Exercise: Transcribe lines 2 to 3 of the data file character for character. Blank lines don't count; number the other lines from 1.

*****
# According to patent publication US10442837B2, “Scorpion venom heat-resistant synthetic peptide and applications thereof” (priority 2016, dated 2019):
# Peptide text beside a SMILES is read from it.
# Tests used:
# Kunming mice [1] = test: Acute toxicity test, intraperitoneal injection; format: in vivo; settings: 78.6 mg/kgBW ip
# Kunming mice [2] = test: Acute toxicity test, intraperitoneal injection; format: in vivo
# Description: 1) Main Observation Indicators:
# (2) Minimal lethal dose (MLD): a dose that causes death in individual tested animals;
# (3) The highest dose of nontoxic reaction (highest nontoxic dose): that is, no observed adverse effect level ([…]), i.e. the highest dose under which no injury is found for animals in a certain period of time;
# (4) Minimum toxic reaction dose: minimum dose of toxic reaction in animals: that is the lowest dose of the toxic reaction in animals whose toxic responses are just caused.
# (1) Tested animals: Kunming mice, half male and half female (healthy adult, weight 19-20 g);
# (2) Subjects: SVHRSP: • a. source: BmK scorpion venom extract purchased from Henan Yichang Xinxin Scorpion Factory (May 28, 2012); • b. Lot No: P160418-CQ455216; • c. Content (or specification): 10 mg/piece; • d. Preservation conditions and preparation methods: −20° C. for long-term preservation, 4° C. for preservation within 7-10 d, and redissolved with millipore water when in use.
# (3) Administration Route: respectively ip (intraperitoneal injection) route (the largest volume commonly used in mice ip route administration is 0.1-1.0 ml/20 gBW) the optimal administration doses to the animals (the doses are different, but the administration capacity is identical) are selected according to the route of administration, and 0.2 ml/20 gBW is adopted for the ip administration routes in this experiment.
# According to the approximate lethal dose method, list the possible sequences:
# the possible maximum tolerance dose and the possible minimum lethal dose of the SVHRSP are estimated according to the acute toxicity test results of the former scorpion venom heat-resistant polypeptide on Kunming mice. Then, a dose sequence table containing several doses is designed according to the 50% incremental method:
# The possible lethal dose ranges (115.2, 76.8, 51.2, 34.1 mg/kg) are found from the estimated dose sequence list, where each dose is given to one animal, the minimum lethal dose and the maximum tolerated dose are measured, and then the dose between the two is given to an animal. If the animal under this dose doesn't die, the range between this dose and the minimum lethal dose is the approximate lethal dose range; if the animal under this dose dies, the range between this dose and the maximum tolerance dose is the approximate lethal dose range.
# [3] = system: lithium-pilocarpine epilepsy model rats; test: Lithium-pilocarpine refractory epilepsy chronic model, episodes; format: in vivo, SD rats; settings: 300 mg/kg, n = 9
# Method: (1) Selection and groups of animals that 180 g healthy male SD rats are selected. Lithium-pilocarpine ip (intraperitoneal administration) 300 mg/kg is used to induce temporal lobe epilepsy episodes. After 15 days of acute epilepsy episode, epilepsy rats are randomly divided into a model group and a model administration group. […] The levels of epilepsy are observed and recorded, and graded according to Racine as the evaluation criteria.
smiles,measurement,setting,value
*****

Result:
# Peptide text beside a SMILES is read from it.
# Tests used: